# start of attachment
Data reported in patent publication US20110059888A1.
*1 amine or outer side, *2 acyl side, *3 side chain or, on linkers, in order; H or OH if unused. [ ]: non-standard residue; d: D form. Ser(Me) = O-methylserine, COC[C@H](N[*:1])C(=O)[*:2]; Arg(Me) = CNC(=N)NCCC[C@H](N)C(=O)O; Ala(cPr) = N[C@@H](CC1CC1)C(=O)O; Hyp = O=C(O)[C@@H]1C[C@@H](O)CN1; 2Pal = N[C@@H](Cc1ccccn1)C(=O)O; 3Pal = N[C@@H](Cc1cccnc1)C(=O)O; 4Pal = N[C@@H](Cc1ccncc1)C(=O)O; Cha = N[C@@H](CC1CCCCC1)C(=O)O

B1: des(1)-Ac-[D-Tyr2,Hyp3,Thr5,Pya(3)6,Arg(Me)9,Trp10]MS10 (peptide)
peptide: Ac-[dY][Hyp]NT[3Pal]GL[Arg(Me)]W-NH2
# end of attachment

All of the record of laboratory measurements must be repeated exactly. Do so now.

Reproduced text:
Data reported in patent publication US20110059888A1.
*1 amine or outer side, *2 acyl side, *3 side chain or, on linkers, in order; H or OH if unused. [ ]: non-standard residue; d: D form. Ser(Me) = O-methylserine, COC[C@H](N[*:1])C(=O)[*:2]; Arg(Me) = CNC(=N)NCCC[C@H](N)C(=O)O; Ala(cPr) = N[C@@H](CC1CC1)C(=O)O; Hyp = O=C(O)[C@@H]1C[C@@H](O)CN1; 2Pal = N[C@@H](Cc1ccccn1)C(=O)O; 3Pal = N[C@@H](Cc1cccnc1)C(=O)O; 4Pal = N[C@@H](Cc1ccncc1)C(=O)O; Cha = N[C@@H](CC1CCCCC1)C(=O)O

B1: des(1)-Ac-[D-Tyr2,Hyp3,Thr5,Pya(3)6,Arg(Me)9,Trp10]MS10 (peptide)
peptide: Ac-[dY][Hyp]NT[3Pal]GL[Arg(Me)]W-NH2